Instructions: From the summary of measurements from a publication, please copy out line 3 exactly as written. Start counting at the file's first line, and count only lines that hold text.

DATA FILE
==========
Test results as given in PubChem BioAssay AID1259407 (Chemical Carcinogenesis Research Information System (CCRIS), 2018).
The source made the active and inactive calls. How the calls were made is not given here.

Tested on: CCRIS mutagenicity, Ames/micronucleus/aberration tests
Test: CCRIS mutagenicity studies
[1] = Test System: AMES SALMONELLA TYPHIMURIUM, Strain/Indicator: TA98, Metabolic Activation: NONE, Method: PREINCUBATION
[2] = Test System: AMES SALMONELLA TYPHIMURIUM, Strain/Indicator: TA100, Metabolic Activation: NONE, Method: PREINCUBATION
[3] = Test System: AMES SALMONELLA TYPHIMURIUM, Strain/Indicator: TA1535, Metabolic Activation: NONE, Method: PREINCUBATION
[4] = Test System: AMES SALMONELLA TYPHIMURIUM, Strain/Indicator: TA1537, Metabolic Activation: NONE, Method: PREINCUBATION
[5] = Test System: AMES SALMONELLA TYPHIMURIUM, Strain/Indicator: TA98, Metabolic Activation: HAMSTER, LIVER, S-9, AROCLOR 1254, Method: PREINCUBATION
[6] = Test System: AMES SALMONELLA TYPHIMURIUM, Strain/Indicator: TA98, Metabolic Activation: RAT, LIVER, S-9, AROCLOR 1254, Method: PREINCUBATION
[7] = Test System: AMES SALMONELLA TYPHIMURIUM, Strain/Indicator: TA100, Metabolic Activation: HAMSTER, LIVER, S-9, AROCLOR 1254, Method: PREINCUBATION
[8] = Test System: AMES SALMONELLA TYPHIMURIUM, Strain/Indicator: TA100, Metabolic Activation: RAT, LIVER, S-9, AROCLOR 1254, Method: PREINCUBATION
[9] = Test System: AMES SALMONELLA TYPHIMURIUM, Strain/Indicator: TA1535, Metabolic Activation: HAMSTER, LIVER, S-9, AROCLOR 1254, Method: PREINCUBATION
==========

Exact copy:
Tested on: CCRIS mutagenicity, Ames/micronucleus/aberration tests